WILSON COUNTY, Tenn. (WKRN) — Dozens gathered at Cedars of Lebanon Baptist Church to pray together and then march to show unity Saturday, just before Martin Luther King, Jr. Day.

The event is in its fourth year and was put on by The Roy Bailey African American Museum and History Center.

The center strives to research, document, preserve and disseminate information about the history and the many contributions of African Americans in Wilson County, Tennessee, according to its website.

“We are bringing the community together because we know unity is what Dr. King stood for,” President of the Wilson County Black History Committee Mary MacDoo Harris said. “We are having a good turn out so far.”

After an opening prayer for unity a number of city, county and state leaders marched from the Cedars of Lebanon Baptist Church to Pickett Rucker United Methodist Church.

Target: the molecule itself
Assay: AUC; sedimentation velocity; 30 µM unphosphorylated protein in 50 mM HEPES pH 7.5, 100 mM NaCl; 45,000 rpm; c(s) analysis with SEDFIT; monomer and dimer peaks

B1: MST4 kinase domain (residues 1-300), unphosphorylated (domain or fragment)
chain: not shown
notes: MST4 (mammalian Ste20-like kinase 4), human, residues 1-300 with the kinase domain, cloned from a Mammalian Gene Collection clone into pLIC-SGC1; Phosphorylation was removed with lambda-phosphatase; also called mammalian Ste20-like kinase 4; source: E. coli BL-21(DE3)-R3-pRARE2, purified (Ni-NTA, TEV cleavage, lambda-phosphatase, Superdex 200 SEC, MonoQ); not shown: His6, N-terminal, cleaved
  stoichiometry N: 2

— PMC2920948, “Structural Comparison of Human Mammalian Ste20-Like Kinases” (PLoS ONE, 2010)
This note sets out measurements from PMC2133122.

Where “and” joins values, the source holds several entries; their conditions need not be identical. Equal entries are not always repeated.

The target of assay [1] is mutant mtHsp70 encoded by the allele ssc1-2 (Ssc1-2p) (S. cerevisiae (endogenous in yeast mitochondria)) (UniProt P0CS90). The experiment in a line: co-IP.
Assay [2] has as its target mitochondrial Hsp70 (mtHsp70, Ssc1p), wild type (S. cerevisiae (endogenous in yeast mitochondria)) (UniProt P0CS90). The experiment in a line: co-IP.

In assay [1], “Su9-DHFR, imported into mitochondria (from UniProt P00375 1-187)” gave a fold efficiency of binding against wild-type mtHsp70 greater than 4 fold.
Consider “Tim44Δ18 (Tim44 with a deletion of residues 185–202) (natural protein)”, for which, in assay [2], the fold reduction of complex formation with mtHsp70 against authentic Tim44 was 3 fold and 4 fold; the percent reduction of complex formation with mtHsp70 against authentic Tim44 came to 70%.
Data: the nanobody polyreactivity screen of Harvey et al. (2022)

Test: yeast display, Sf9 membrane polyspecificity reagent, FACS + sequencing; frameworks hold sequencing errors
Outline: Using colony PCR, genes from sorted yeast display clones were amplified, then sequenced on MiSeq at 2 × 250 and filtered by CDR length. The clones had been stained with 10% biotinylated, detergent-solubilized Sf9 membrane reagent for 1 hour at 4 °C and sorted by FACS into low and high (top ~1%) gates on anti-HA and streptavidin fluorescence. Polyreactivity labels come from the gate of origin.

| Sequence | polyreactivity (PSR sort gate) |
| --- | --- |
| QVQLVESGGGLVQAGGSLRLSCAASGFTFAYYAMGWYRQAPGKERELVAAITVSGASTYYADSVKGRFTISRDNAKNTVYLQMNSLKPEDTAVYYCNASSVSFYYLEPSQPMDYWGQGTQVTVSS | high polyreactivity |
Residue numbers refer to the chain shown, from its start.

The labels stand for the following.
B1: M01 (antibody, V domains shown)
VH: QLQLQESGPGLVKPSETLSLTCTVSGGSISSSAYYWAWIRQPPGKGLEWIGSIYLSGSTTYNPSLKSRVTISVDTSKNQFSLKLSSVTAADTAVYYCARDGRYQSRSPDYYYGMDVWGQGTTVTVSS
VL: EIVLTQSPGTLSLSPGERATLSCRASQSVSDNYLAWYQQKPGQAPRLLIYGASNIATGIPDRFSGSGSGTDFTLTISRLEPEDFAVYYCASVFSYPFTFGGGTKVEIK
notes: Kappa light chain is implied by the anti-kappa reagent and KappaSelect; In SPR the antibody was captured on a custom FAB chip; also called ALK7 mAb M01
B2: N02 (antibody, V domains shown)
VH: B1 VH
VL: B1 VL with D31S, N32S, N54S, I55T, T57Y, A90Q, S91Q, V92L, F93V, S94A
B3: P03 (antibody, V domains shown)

At a time when the news is dominated by social unrest, mass shootings and international turmoil, organizers hope their march will inspire others to find ways to come together for peace.

“Our young people need to know and some of us older people really need to know the legacy of Dr. King and the sacrifice he made for our humanity,” MacDoo said.

Lebanon’s Mayor Philip Craighead attended and said the march also reminds the community to never stop striving for harmony.

“We are far from being perfect,” he said. “And we always need to improve because his lessons were lessons that were good for everybody.”

After the march, everyone gathered for a complimentary brunch.